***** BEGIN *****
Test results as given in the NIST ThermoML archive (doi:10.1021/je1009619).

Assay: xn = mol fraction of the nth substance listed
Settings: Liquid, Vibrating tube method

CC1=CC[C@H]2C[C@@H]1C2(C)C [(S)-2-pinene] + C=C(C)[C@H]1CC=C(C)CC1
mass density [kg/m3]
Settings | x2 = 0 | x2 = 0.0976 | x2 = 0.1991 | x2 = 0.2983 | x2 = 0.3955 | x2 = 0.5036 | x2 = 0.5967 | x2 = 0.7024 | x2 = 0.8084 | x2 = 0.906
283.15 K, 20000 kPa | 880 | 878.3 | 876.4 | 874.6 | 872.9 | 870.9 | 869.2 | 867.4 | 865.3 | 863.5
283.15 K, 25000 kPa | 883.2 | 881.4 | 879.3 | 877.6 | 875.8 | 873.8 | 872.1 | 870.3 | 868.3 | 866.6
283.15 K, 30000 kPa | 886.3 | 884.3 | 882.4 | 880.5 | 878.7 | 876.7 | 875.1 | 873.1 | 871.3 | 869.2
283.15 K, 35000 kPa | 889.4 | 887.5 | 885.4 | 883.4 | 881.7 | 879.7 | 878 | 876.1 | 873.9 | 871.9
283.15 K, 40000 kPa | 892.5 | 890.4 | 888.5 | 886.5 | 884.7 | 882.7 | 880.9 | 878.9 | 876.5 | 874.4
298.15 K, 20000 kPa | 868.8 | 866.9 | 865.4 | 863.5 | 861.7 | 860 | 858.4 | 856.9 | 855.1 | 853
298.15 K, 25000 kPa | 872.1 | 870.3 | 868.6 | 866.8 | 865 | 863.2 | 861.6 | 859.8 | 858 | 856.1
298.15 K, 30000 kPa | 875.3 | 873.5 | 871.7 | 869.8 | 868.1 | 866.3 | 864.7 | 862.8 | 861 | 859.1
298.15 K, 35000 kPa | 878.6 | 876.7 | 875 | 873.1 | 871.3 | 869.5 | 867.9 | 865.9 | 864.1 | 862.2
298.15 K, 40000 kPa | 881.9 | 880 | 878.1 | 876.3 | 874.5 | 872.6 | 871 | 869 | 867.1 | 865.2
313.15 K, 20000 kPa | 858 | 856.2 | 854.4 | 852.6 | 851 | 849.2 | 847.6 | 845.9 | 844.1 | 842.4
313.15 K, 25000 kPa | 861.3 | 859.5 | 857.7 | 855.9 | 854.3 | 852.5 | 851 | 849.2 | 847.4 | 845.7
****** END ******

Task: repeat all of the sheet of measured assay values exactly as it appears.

Test results as given in the NIST ThermoML archive (doi:10.1021/je1009619).

Assay: xn = mol fraction of the nth substance listed
Settings: Liquid, Vibrating tube method

CC1=CC[C@H]2C[C@@H]1C2(C)C [(S)-2-pinene] + C=C(C)[C@H]1CC=C(C)CC1
mass density [kg/m3]
Settings | x2 = 0 | x2 = 0.0976 | x2 = 0.1991 | x2 = 0.2983 | x2 = 0.3955 | x2 = 0.5036 | x2 = 0.5967 | x2 = 0.7024 | x2 = 0.8084 | x2 = 0.906
283.15 K, 20000 kPa | 880 | 878.3 | 876.4 | 874.6 | 872.9 | 870.9 | 869.2 | 867.4 | 865.3 | 863.5
283.15 K, 25000 kPa | 883.2 | 881.4 | 879.3 | 877.6 | 875.8 | 873.8 | 872.1 | 870.3 | 868.3 | 866.6
283.15 K, 30000 kPa | 886.3 | 884.3 | 882.4 | 880.5 | 878.7 | 876.7 | 875.1 | 873.1 | 871.3 | 869.2
283.15 K, 35000 kPa | 889.4 | 887.5 | 885.4 | 883.4 | 881.7 | 879.7 | 878 | 876.1 | 873.9 | 871.9
283.15 K, 40000 kPa | 892.5 | 890.4 | 888.5 | 886.5 | 884.7 | 882.7 | 880.9 | 878.9 | 876.5 | 874.4
298.15 K, 20000 kPa | 868.8 | 866.9 | 865.4 | 863.5 | 861.7 | 860 | 858.4 | 856.9 | 855.1 | 853
298.15 K, 25000 kPa | 872.1 | 870.3 | 868.6 | 866.8 | 865 | 863.2 | 861.6 | 859.8 | 858 | 856.1
298.15 K, 30000 kPa | 875.3 | 873.5 | 871.7 | 869.8 | 868.1 | 866.3 | 864.7 | 862.8 | 861 | 859.1
298.15 K, 35000 kPa | 878.6 | 876.7 | 875 | 873.1 | 871.3 | 869.5 | 867.9 | 865.9 | 864.1 | 862.2
298.15 K, 40000 kPa | 881.9 | 880 | 878.1 | 876.3 | 874.5 | 872.6 | 871 | 869 | 867.1 | 865.2
313.15 K, 20000 kPa | 858 | 856.2 | 854.4 | 852.6 | 851 | 849.2 | 847.6 | 845.9 | 844.1 | 842.4
313.15 K, 25000 kPa | 861.3 | 859.5 | 857.7 | 855.9 | 854.3 | 852.5 | 851 | 849.2 | 847.4 | 845.7